Letter: Rooted racism

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The Independent Culture
Sir: Although highly disturbing, Dr Oakley's findings of institutional racism in the Metropolitan Police ("Police accused of `racist culture'", 3 August) will come as no surprise to those of us whose explorations of racism takes them into institutional settings, be they open or closed. I chaired the independent inquiry into the death of Orville Blackwood in Broadmoor Hospital in 1993. He was a young Afro-Caribbean offender patient with a history of schizophrenic illness. Two earlier reports into the deaths of two other Afro-Caribbean patients, which were asked to re- evaluate, had found no direct evidence of racism in Broadmoor and many of the witnesses at our inquiry did not believe that it was a problem in the hospital. However, we were of the firm opinion that such views were "based on an interpretation of racism founded on very crude measures" and that the staff and management just did not recognise the subtle ways in which racism could operate.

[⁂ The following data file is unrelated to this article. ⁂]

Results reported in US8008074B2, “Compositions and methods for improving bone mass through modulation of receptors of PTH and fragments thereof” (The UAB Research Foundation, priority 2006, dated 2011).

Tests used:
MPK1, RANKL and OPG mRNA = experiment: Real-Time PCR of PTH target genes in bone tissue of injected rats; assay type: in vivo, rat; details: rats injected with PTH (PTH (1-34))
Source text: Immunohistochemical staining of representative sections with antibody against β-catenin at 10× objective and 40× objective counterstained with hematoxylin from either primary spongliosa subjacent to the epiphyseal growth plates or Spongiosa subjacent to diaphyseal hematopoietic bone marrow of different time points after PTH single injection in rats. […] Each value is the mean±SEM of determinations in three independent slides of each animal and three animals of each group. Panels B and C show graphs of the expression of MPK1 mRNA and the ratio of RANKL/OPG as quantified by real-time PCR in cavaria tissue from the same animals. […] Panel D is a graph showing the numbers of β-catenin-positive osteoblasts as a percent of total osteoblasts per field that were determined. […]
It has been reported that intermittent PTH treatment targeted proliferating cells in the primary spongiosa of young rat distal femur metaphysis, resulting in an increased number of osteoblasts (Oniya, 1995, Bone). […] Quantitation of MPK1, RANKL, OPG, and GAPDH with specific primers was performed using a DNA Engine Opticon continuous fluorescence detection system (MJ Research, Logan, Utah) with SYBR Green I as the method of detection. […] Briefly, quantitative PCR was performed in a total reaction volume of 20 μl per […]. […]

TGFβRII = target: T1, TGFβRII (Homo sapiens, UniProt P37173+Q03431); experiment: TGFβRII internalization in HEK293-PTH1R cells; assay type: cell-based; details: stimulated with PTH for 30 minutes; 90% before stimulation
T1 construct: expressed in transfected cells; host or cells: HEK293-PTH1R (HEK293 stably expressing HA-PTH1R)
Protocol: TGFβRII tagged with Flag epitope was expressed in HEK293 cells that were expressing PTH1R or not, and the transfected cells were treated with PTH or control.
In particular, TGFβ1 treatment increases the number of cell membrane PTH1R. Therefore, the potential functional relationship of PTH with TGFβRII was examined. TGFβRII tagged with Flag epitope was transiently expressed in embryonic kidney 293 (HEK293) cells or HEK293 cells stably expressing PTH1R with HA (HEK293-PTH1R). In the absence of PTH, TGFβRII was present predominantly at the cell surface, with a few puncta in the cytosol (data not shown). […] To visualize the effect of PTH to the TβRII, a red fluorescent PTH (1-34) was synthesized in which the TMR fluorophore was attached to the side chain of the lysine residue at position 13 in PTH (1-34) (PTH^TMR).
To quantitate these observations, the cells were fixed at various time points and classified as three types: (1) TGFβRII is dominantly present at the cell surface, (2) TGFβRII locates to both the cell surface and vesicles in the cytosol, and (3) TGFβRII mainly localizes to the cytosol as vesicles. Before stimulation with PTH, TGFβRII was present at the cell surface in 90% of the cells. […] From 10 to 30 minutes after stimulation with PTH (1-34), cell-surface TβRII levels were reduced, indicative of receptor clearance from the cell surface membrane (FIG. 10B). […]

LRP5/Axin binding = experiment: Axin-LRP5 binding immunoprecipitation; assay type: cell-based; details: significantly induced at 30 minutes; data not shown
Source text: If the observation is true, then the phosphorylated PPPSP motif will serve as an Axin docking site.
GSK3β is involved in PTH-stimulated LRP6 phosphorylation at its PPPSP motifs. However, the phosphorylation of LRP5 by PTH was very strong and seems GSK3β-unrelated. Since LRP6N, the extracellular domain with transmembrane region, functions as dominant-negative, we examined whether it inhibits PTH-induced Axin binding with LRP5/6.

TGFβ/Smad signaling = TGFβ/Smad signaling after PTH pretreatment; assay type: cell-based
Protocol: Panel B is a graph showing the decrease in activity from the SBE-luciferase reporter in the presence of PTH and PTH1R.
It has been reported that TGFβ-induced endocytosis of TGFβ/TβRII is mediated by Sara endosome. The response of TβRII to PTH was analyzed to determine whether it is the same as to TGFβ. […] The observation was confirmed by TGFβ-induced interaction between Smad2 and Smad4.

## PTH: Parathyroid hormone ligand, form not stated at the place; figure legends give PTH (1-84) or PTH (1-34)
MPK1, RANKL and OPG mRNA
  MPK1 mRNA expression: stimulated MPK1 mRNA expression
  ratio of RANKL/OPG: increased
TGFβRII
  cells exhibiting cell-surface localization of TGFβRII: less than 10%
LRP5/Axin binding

We concluded that there was racism in Broadmoor, but not on the whole deliberate or necessarily conscious; rather it was an extreme lack of sensitivity to the needs and cultural differences of ethnic minority patients. Of our 47 recommendations, several were directed at ethnic issues. These included the need to appoint black staff at senior management level and to have black representation on the managing health authority. We also offered to return to the hospital to monitor the implementation of our recommendations - an offer firmly declined at that time. Somewhat ironically, a few weeks ago, I was asked to return to Broadmoor to participate in a seminar examining how successful the hospital had been in developing its anti-racist policies and practices! I learnt that there were still no black members of senior management, neither was there any black representation on the managing health authority. It also appeared that there were even fewer black staff working on the wards than at the time of our inquiry. All institutions are notoriously impervious to change; the only way to bring about such change is to make them more openly accountable. Sadly, we still have a long way to go.

Herschel Prins

Loughborough, Leicestershire

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